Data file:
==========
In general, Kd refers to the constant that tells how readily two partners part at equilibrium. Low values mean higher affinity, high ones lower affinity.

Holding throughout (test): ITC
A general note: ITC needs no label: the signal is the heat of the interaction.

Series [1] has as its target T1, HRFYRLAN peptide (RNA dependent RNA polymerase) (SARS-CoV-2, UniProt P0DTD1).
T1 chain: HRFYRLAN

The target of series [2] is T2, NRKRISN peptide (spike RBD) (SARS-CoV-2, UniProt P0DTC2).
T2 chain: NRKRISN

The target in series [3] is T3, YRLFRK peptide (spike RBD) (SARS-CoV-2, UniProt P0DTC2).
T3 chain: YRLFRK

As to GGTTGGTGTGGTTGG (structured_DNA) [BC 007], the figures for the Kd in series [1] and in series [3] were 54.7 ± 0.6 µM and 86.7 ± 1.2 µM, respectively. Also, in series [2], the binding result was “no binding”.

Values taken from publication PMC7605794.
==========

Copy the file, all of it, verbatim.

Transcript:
In general, Kd refers to the constant that tells how readily two partners part at equilibrium. Low values mean higher affinity, high ones lower affinity.

Holding throughout (test): ITC
A general note: ITC needs no label: the signal is the heat of the interaction.

Series [1] has as its target T1, HRFYRLAN peptide (RNA dependent RNA polymerase) (SARS-CoV-2, UniProt P0DTD1).
T1 chain: HRFYRLAN

The target of series [2] is T2, NRKRISN peptide (spike RBD) (SARS-CoV-2, UniProt P0DTC2).
T2 chain: NRKRISN

The target in series [3] is T3, YRLFRK peptide (spike RBD) (SARS-CoV-2, UniProt P0DTC2).
T3 chain: YRLFRK

As to GGTTGGTGTGGTTGG (structured_DNA) [BC 007], the figures for the Kd in series [1] and in series [3] were 54.7 ± 0.6 µM and 86.7 ± 1.2 µM, respectively. Also, in series [2], the binding result was “no binding”.

Values taken from publication PMC7605794.